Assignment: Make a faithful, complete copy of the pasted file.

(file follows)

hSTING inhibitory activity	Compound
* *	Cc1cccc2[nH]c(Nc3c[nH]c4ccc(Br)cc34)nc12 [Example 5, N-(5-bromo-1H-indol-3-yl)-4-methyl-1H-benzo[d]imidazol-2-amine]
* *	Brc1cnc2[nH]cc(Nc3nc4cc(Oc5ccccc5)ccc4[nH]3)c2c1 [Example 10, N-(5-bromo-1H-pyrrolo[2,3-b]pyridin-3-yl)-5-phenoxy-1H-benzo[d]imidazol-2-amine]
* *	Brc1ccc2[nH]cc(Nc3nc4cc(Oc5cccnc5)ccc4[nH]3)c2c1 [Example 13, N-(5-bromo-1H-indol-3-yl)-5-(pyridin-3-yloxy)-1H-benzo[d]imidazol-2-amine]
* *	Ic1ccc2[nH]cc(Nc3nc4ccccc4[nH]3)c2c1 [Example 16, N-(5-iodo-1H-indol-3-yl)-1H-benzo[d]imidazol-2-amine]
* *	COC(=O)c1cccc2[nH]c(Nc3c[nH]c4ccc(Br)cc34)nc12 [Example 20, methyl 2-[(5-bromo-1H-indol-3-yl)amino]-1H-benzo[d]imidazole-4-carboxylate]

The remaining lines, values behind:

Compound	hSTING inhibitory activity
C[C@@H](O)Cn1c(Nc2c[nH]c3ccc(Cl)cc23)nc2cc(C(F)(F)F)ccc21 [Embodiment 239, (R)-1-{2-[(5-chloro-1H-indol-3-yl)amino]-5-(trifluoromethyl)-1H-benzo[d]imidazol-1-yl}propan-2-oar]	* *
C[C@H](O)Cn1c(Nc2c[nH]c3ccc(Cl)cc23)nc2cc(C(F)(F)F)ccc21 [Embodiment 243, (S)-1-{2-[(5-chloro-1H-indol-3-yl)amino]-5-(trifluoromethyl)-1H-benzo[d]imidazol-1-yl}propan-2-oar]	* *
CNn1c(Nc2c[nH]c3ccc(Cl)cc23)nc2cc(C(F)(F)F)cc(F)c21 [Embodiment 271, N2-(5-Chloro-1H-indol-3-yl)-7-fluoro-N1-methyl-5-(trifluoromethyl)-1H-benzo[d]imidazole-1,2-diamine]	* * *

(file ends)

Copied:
hSTING inhibitory activity	Compound
* *	Cc1cccc2[nH]c(Nc3c[nH]c4ccc(Br)cc34)nc12 [Example 5, N-(5-bromo-1H-indol-3-yl)-4-methyl-1H-benzo[d]imidazol-2-amine]
* *	Brc1cnc2[nH]cc(Nc3nc4cc(Oc5ccccc5)ccc4[nH]3)c2c1 [Example 10, N-(5-bromo-1H-pyrrolo[2,3-b]pyridin-3-yl)-5-phenoxy-1H-benzo[d]imidazol-2-amine]
* *	Brc1ccc2[nH]cc(Nc3nc4cc(Oc5cccnc5)ccc4[nH]3)c2c1 [Example 13, N-(5-bromo-1H-indol-3-yl)-5-(pyridin-3-yloxy)-1H-benzo[d]imidazol-2-amine]
* *	Ic1ccc2[nH]cc(Nc3nc4ccccc4[nH]3)c2c1 [Example 16, N-(5-iodo-1H-indol-3-yl)-1H-benzo[d]imidazol-2-amine]
* *	COC(=O)c1cccc2[nH]c(Nc3c[nH]c4ccc(Br)cc34)nc12 [Example 20, methyl 2-[(5-bromo-1H-indol-3-yl)amino]-1H-benzo[d]imidazole-4-carboxylate]

The remaining lines, values behind:

Compound	hSTING inhibitory activity
C[C@@H](O)Cn1c(Nc2c[nH]c3ccc(Cl)cc23)nc2cc(C(F)(F)F)ccc21 [Embodiment 239, (R)-1-{2-[(5-chloro-1H-indol-3-yl)amino]-5-(trifluoromethyl)-1H-benzo[d]imidazol-1-yl}propan-2-oar]	* *
C[C@H](O)Cn1c(Nc2c[nH]c3ccc(Cl)cc23)nc2cc(C(F)(F)F)ccc21 [Embodiment 243, (S)-1-{2-[(5-chloro-1H-indol-3-yl)amino]-5-(trifluoromethyl)-1H-benzo[d]imidazol-1-yl}propan-2-oar]	* *
CNn1c(Nc2c[nH]c3ccc(Cl)cc23)nc2cc(C(F)(F)F)cc(F)c21 [Embodiment 271, N2-(5-Chloro-1H-indol-3-yl)-7-fluoro-N1-methyl-5-(trifluoromethyl)-1H-benzo[d]imidazole-1,2-diamine]	* * *